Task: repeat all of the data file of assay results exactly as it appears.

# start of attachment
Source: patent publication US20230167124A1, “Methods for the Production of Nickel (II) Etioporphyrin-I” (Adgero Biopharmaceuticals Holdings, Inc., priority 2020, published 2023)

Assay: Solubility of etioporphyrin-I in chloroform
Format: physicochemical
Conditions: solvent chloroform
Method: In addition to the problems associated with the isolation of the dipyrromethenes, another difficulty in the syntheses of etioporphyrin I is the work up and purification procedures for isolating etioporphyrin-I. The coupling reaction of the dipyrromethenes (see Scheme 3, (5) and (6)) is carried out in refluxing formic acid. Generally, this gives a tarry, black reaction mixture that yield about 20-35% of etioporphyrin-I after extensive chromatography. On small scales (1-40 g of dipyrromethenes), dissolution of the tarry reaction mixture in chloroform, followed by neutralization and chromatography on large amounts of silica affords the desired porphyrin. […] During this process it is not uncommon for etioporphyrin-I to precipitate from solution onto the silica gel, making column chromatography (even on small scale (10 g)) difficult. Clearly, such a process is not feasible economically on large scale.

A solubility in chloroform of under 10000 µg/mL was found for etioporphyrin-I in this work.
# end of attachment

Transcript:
Source: patent publication US20230167124A1, “Methods for the Production of Nickel (II) Etioporphyrin-I” (Adgero Biopharmaceuticals Holdings, Inc., priority 2020, published 2023)

Assay: Solubility of etioporphyrin-I in chloroform
Format: physicochemical
Conditions: solvent chloroform
Method: In addition to the problems associated with the isolation of the dipyrromethenes, another difficulty in the syntheses of etioporphyrin I is the work up and purification procedures for isolating etioporphyrin-I. The coupling reaction of the dipyrromethenes (see Scheme 3, (5) and (6)) is carried out in refluxing formic acid. Generally, this gives a tarry, black reaction mixture that yield about 20-35% of etioporphyrin-I after extensive chromatography. On small scales (1-40 g of dipyrromethenes), dissolution of the tarry reaction mixture in chloroform, followed by neutralization and chromatography on large amounts of silica affords the desired porphyrin. […] During this process it is not uncommon for etioporphyrin-I to precipitate from solution onto the silica gel, making column chromatography (even on small scale (10 g)) difficult. Clearly, such a process is not feasible economically on large scale.

A solubility in chloroform of under 10000 µg/mL was found for etioporphyrin-I in this work.